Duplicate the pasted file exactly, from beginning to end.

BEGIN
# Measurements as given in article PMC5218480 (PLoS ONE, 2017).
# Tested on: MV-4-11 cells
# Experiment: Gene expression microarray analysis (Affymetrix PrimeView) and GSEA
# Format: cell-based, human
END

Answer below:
# Measurements as given in article PMC5218480 (PLoS ONE, 2017).
# Tested on: MV-4-11 cells
# Experiment: Gene expression microarray analysis (Affymetrix PrimeView) and GSEA
# Format: cell-based, human